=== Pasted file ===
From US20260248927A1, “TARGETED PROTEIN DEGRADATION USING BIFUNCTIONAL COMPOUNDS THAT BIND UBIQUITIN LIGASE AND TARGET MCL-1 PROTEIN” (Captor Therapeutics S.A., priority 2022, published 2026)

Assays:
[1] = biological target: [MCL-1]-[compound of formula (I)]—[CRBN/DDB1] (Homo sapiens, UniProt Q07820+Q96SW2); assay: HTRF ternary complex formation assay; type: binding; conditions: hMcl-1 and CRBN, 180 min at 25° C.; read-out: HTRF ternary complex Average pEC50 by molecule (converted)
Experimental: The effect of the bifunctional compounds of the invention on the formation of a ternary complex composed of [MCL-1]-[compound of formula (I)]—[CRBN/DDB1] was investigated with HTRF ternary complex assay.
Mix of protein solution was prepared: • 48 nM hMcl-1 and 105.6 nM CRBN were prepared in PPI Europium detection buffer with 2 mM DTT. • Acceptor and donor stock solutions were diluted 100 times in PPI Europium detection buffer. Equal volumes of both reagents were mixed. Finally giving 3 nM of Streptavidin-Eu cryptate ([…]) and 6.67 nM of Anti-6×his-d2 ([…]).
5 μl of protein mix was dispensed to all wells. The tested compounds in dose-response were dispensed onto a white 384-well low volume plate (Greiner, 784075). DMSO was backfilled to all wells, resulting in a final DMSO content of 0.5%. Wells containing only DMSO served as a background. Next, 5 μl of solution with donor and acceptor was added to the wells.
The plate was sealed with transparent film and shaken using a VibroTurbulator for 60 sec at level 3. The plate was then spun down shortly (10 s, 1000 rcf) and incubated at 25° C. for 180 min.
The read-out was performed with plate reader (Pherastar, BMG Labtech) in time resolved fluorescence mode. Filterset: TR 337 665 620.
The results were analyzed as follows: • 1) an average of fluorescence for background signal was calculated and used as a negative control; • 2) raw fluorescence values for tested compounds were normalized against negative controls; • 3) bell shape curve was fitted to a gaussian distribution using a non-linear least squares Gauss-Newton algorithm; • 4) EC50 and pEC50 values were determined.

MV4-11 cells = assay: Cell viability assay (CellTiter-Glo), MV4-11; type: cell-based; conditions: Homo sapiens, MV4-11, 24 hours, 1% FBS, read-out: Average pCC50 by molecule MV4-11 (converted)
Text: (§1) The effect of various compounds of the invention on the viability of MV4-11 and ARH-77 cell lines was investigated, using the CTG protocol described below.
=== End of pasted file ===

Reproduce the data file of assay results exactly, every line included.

From US20260248927A1, “TARGETED PROTEIN DEGRADATION USING BIFUNCTIONAL COMPOUNDS THAT BIND UBIQUITIN LIGASE AND TARGET MCL-1 PROTEIN” (Captor Therapeutics S.A., priority 2022, published 2026)

Assays:
[1] = biological target: [MCL-1]-[compound of formula (I)]—[CRBN/DDB1] (Homo sapiens, UniProt Q07820+Q96SW2); assay: HTRF ternary complex formation assay; type: binding; conditions: hMcl-1 and CRBN, 180 min at 25° C.; read-out: HTRF ternary complex Average pEC50 by molecule (converted)
Experimental: The effect of the bifunctional compounds of the invention on the formation of a ternary complex composed of [MCL-1]-[compound of formula (I)]—[CRBN/DDB1] was investigated with HTRF ternary complex assay.
Mix of protein solution was prepared: • 48 nM hMcl-1 and 105.6 nM CRBN were prepared in PPI Europium detection buffer with 2 mM DTT. • Acceptor and donor stock solutions were diluted 100 times in PPI Europium detection buffer. Equal volumes of both reagents were mixed. Finally giving 3 nM of Streptavidin-Eu cryptate ([…]) and 6.67 nM of Anti-6×his-d2 ([…]).
5 μl of protein mix was dispensed to all wells. The tested compounds in dose-response were dispensed onto a white 384-well low volume plate (Greiner, 784075). DMSO was backfilled to all wells, resulting in a final DMSO content of 0.5%. Wells containing only DMSO served as a background. Next, 5 μl of solution with donor and acceptor was added to the wells.
The plate was sealed with transparent film and shaken using a VibroTurbulator for 60 sec at level 3. The plate was then spun down shortly (10 s, 1000 rcf) and incubated at 25° C. for 180 min.
The read-out was performed with plate reader (Pherastar, BMG Labtech) in time resolved fluorescence mode. Filterset: TR 337 665 620.
The results were analyzed as follows: • 1) an average of fluorescence for background signal was calculated and used as a negative control; • 2) raw fluorescence values for tested compounds were normalized against negative controls; • 3) bell shape curve was fitted to a gaussian distribution using a non-linear least squares Gauss-Newton algorithm; • 4) EC50 and pEC50 values were determined.

MV4-11 cells = assay: Cell viability assay (CellTiter-Glo), MV4-11; type: cell-based; conditions: Homo sapiens, MV4-11, 24 hours, 1% FBS, read-out: Average pCC50 by molecule MV4-11 (converted)
Text: (§1) The effect of various compounds of the invention on the viability of MV4-11 and ARH-77 cell lines was investigated, using the CTG protocol described below.